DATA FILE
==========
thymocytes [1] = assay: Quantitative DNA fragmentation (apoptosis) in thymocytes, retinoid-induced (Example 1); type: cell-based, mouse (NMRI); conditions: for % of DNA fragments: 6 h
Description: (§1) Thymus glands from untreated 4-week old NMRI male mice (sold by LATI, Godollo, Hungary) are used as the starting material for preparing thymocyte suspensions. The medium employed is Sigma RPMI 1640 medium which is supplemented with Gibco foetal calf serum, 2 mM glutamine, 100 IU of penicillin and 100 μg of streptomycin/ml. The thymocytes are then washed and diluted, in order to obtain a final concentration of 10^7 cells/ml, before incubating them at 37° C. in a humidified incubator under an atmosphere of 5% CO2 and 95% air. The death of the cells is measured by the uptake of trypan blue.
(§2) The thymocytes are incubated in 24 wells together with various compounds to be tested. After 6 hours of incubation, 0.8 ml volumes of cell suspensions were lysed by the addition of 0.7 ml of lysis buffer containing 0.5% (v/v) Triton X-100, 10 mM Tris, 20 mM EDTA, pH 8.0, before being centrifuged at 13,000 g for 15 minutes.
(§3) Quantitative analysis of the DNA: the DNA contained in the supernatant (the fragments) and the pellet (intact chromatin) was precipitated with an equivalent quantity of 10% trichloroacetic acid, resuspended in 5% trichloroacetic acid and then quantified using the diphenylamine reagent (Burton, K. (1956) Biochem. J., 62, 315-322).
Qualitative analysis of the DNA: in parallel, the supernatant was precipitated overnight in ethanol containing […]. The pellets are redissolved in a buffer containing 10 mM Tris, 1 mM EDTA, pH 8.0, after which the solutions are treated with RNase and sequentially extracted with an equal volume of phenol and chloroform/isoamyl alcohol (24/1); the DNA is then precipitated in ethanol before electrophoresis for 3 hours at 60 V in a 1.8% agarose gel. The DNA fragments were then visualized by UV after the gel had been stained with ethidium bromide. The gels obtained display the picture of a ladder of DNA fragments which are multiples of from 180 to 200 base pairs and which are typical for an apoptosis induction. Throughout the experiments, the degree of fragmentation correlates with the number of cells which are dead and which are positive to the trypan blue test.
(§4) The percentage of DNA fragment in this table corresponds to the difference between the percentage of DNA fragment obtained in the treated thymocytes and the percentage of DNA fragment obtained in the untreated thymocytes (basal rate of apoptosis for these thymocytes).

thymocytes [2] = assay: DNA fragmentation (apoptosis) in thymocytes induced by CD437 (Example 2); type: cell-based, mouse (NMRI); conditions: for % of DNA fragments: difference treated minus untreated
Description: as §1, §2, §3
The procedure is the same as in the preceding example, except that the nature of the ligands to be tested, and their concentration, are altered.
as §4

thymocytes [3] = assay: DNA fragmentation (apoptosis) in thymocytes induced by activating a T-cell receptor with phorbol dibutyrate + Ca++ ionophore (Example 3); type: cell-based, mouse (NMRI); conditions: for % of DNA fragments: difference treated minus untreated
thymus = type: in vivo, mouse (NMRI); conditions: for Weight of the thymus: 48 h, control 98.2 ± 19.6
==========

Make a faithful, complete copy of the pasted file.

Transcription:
thymocytes [1] = assay: Quantitative DNA fragmentation (apoptosis) in thymocytes, retinoid-induced (Example 1); type: cell-based, mouse (NMRI); conditions: for % of DNA fragments: 6 h
Description: (§1) Thymus glands from untreated 4-week old NMRI male mice (sold by LATI, Godollo, Hungary) are used as the starting material for preparing thymocyte suspensions. The medium employed is Sigma RPMI 1640 medium which is supplemented with Gibco foetal calf serum, 2 mM glutamine, 100 IU of penicillin and 100 μg of streptomycin/ml. The thymocytes are then washed and diluted, in order to obtain a final concentration of 10^7 cells/ml, before incubating them at 37° C. in a humidified incubator under an atmosphere of 5% CO2 and 95% air. The death of the cells is measured by the uptake of trypan blue.
(§2) The thymocytes are incubated in 24 wells together with various compounds to be tested. After 6 hours of incubation, 0.8 ml volumes of cell suspensions were lysed by the addition of 0.7 ml of lysis buffer containing 0.5% (v/v) Triton X-100, 10 mM Tris, 20 mM EDTA, pH 8.0, before being centrifuged at 13,000 g for 15 minutes.
(§3) Quantitative analysis of the DNA: the DNA contained in the supernatant (the fragments) and the pellet (intact chromatin) was precipitated with an equivalent quantity of 10% trichloroacetic acid, resuspended in 5% trichloroacetic acid and then quantified using the diphenylamine reagent (Burton, K. (1956) Biochem. J., 62, 315-322).
Qualitative analysis of the DNA: in parallel, the supernatant was precipitated overnight in ethanol containing […]. The pellets are redissolved in a buffer containing 10 mM Tris, 1 mM EDTA, pH 8.0, after which the solutions are treated with RNase and sequentially extracted with an equal volume of phenol and chloroform/isoamyl alcohol (24/1); the DNA is then precipitated in ethanol before electrophoresis for 3 hours at 60 V in a 1.8% agarose gel. The DNA fragments were then visualized by UV after the gel had been stained with ethidium bromide. The gels obtained display the picture of a ladder of DNA fragments which are multiples of from 180 to 200 base pairs and which are typical for an apoptosis induction. Throughout the experiments, the degree of fragmentation correlates with the number of cells which are dead and which are positive to the trypan blue test.
(§4) The percentage of DNA fragment in this table corresponds to the difference between the percentage of DNA fragment obtained in the treated thymocytes and the percentage of DNA fragment obtained in the untreated thymocytes (basal rate of apoptosis for these thymocytes).

thymocytes [2] = assay: DNA fragmentation (apoptosis) in thymocytes induced by CD437 (Example 2); type: cell-based, mouse (NMRI); conditions: for % of DNA fragments: difference treated minus untreated
Description: as §1, §2, §3
The procedure is the same as in the preceding example, except that the nature of the ligands to be tested, and their concentration, are altered.
as §4

thymocytes [3] = assay: DNA fragmentation (apoptosis) in thymocytes induced by activating a T-cell receptor with phorbol dibutyrate + Ca++ ionophore (Example 3); type: cell-based, mouse (NMRI); conditions: for % of DNA fragments: difference treated minus untreated
thymus = type: in vivo, mouse (NMRI); conditions: for Weight of the thymus: 48 h, control 98.2 ± 19.6